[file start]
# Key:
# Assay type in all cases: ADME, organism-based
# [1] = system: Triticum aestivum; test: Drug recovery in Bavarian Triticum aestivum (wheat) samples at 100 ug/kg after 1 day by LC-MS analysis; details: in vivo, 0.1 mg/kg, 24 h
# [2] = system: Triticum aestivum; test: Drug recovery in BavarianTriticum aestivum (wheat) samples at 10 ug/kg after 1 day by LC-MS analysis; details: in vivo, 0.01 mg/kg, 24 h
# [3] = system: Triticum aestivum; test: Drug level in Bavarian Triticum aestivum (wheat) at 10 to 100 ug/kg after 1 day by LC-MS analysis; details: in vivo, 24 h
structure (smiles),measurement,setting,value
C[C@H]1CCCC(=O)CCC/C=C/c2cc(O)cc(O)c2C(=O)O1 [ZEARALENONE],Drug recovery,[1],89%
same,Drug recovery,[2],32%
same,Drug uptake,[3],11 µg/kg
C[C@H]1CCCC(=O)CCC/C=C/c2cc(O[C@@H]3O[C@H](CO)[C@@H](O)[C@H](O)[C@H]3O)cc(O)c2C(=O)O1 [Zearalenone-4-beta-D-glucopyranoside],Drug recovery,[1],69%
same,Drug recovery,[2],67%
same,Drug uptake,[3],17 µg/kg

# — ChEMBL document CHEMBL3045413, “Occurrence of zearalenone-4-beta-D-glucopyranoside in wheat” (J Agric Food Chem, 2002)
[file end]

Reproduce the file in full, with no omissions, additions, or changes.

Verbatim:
# Key:
# Assay type in all cases: ADME, organism-based
# [1] = system: Triticum aestivum; test: Drug recovery in Bavarian Triticum aestivum (wheat) samples at 100 ug/kg after 1 day by LC-MS analysis; details: in vivo, 0.1 mg/kg, 24 h
# [2] = system: Triticum aestivum; test: Drug recovery in BavarianTriticum aestivum (wheat) samples at 10 ug/kg after 1 day by LC-MS analysis; details: in vivo, 0.01 mg/kg, 24 h
# [3] = system: Triticum aestivum; test: Drug level in Bavarian Triticum aestivum (wheat) at 10 to 100 ug/kg after 1 day by LC-MS analysis; details: in vivo, 24 h
structure (smiles),measurement,setting,value
C[C@H]1CCCC(=O)CCC/C=C/c2cc(O)cc(O)c2C(=O)O1 [ZEARALENONE],Drug recovery,[1],89%
same,Drug recovery,[2],32%
same,Drug uptake,[3],11 µg/kg
C[C@H]1CCCC(=O)CCC/C=C/c2cc(O[C@@H]3O[C@H](CO)[C@@H](O)[C@H](O)[C@H]3O)cc(O)c2C(=O)O1 [Zearalenone-4-beta-D-glucopyranoside],Drug recovery,[1],69%
same,Drug recovery,[2],67%
same,Drug uptake,[3],17 µg/kg

# — ChEMBL document CHEMBL3045413, “Occurrence of zearalenone-4-beta-D-glucopyranoside in wheat” (J Agric Food Chem, 2002)